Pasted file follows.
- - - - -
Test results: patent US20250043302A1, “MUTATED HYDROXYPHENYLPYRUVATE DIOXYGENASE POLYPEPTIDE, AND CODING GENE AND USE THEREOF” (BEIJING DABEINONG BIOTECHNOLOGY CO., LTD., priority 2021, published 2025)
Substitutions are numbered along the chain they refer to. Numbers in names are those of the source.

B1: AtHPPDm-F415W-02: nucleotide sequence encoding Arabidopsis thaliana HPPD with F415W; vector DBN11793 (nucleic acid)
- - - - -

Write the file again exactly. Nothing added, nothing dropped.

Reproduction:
Test results: patent US20250043302A1, “MUTATED HYDROXYPHENYLPYRUVATE DIOXYGENASE POLYPEPTIDE, AND CODING GENE AND USE THEREOF” (BEIJING DABEINONG BIOTECHNOLOGY CO., LTD., priority 2021, published 2025)
Substitutions are numbered along the chain they refer to. Numbers in names are those of the source.

B1: AtHPPDm-F415W-02: nucleotide sequence encoding Arabidopsis thaliana HPPD with F415W; vector DBN11793 (nucleic acid)